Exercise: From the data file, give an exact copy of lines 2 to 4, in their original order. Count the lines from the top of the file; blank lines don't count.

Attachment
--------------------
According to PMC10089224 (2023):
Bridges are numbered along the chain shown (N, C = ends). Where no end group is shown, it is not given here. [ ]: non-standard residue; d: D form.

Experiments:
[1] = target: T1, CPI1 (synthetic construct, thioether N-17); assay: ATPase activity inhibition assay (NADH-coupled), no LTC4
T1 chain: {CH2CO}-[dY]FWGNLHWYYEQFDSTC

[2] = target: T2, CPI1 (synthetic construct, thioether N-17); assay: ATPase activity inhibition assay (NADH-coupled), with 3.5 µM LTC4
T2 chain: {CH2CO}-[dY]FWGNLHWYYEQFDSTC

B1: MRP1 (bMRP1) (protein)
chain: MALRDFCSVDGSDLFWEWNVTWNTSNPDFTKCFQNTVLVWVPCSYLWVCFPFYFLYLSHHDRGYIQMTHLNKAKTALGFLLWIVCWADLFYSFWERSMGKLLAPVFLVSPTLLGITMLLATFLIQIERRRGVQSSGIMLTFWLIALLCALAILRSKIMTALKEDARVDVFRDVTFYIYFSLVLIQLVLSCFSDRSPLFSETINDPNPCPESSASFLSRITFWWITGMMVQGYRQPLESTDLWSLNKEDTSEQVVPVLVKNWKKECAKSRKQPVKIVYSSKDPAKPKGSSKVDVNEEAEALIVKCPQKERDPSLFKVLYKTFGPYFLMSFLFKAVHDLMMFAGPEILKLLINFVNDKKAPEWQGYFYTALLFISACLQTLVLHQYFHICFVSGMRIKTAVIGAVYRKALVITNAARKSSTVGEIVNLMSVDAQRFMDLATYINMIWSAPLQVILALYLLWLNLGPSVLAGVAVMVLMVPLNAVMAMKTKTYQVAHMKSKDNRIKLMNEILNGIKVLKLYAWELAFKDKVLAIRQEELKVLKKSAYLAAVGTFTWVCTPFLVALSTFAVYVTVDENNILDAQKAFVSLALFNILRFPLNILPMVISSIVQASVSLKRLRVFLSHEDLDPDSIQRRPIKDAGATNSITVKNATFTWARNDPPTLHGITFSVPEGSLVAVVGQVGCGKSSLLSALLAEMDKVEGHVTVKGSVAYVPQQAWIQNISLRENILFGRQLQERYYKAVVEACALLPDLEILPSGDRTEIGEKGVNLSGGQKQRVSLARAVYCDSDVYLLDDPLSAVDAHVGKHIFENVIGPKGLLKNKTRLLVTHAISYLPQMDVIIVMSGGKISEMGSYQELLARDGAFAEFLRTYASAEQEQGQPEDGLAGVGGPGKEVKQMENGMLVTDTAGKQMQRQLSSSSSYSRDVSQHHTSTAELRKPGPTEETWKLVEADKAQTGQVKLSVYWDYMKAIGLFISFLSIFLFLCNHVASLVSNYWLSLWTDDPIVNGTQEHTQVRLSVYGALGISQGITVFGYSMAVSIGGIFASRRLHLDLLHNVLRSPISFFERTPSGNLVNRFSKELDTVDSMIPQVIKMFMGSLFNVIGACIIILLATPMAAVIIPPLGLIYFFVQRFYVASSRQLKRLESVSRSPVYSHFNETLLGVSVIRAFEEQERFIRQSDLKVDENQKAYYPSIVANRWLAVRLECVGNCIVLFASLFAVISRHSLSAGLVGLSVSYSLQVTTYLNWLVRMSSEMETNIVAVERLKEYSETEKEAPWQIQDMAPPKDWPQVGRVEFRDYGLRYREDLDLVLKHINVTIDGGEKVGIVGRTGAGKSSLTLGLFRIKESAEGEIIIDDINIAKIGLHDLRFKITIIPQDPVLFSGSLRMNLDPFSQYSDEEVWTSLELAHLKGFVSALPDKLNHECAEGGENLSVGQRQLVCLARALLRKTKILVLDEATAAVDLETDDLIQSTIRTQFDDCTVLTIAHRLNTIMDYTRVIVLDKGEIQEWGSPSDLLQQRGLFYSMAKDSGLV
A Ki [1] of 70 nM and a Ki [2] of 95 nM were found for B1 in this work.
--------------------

Bridges are numbered along the chain shown (N, C = ends). Where no end group is shown, it is not given here. [ ]: non-standard residue; d: D form.

Experiments:
[1] = target: T1, CPI1 (synthetic construct, thioether N-17); assay: ATPase activity inhibition assay (NADH-coupled), no LTC4